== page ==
4. You don’t snore so much in space
If you’re looking for a quiet night’s sleep, maybe you should volunteer to participate in a space launch to Mars. Medical Daily explains that the lack of gravity beyond the stratosphere significantly reduces snoring because nothing pushes your soft tissues (tongue and paddle) towards your airways.
It came from a real study the snoring habits of astronauts, who have also unfortunately found that returning astronauts to Earth start snoring again, sometimes even worse than before. However, if you somehow manage to build an anti-gravity chamber in your home, you are good to go.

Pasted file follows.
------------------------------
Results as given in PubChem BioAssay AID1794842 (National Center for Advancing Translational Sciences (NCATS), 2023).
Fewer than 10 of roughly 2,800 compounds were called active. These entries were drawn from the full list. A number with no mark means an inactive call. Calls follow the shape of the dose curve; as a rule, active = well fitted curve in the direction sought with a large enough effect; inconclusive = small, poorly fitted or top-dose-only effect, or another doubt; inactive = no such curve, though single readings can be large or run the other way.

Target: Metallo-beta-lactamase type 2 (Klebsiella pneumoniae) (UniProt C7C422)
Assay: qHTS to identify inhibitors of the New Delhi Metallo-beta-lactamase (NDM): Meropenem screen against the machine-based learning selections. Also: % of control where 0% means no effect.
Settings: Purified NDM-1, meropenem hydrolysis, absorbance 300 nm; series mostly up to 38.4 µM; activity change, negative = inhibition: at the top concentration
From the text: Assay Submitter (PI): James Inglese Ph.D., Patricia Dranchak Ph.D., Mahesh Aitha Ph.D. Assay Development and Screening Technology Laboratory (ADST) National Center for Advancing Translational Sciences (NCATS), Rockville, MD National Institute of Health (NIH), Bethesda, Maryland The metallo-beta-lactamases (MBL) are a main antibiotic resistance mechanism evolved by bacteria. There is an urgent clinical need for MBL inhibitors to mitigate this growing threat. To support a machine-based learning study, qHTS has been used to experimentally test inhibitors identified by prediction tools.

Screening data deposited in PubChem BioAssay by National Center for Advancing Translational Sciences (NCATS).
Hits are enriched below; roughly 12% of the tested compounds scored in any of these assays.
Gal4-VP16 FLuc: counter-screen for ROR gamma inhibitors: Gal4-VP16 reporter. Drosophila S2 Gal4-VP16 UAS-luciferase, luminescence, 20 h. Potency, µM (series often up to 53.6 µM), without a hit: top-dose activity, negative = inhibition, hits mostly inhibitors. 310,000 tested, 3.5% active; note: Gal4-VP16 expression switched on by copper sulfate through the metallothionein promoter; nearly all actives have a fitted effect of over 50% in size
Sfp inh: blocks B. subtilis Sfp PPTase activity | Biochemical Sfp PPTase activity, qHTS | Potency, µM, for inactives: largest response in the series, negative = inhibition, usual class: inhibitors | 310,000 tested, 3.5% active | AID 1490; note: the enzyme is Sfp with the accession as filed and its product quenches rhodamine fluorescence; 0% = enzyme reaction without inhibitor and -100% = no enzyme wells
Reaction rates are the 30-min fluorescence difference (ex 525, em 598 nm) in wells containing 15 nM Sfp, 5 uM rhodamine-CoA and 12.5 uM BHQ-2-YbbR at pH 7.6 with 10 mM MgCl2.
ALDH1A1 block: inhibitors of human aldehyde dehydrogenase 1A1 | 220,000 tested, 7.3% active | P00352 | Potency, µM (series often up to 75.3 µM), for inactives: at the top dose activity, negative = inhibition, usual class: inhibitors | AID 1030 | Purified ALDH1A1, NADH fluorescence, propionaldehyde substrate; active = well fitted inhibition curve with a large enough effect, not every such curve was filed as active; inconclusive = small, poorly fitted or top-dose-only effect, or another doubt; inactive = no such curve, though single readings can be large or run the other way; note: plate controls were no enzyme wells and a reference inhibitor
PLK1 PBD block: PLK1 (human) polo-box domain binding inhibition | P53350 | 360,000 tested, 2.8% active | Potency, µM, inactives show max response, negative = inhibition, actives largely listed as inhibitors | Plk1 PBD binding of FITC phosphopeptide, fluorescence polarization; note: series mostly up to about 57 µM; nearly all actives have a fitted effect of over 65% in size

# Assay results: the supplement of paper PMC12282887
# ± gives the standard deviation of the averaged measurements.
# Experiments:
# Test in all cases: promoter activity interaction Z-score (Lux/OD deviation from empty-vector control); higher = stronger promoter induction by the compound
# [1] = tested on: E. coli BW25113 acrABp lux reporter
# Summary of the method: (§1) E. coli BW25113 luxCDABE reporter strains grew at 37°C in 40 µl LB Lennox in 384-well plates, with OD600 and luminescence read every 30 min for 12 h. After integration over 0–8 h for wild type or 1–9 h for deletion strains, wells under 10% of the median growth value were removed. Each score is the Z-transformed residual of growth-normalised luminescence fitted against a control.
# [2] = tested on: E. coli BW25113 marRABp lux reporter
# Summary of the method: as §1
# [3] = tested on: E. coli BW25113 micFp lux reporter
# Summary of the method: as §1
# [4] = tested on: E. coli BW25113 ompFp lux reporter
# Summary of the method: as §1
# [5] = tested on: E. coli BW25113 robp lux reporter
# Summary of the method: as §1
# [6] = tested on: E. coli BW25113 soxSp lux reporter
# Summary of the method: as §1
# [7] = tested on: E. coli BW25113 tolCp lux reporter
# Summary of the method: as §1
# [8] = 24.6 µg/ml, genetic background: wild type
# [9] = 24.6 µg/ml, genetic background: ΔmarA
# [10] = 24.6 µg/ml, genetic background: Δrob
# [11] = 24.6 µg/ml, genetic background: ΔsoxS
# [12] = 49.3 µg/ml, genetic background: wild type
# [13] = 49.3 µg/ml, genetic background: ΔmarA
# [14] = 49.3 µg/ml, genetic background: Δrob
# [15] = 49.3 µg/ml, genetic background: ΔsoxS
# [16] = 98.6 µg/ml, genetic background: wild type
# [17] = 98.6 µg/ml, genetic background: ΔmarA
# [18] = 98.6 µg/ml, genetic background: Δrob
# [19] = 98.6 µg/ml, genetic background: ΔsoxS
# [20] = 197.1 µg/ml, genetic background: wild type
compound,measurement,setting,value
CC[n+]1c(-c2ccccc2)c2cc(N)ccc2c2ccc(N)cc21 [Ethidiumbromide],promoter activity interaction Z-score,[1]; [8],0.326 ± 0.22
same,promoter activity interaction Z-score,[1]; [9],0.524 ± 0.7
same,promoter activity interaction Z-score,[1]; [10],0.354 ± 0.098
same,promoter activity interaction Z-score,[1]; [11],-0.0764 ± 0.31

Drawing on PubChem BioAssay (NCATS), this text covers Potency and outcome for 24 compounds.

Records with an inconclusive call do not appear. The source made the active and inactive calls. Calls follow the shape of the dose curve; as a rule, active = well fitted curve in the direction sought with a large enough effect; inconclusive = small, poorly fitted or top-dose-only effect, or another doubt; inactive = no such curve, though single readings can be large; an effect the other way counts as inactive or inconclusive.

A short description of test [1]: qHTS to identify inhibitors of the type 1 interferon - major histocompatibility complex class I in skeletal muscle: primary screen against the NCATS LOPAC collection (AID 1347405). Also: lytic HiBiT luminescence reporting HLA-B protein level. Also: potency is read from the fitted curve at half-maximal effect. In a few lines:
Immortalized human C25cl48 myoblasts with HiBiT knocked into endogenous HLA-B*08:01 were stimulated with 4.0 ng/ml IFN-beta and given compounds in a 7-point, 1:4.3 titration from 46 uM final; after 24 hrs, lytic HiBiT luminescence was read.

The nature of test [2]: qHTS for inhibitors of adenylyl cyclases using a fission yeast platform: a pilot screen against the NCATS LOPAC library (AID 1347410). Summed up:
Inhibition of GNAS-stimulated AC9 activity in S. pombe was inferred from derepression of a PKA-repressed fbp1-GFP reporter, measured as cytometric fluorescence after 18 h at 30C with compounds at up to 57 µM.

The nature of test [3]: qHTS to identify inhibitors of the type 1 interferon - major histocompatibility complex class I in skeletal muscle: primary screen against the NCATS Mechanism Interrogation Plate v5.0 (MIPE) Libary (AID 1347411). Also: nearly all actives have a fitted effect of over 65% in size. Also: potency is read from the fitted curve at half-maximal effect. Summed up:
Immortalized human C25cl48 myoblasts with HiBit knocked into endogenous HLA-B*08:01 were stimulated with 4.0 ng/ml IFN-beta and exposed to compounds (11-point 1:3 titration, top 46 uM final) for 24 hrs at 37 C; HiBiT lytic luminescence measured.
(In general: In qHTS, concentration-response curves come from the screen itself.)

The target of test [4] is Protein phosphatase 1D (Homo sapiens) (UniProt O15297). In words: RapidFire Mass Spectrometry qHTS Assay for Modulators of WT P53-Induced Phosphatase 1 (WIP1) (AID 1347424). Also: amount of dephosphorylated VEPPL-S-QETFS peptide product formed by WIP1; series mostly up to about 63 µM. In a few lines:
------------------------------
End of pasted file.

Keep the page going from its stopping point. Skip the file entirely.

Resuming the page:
5. Snoring can affect a baby’s birth weight
Medical Daily also points out that pregnant women who snore 3 or more nights a week risk giving birth to a normal birth weight baby, while increasing the chances of having to deliver by cesarean section.
Initial findings from the University of Michigan Health System indicate that some women do not start snoring until pregnant, indicating a higher risk of high blood pressure and preeclampsia, a potentially fatal condition that affects up to at 5% of pregnancies. This may go unnoticed until the start of labor.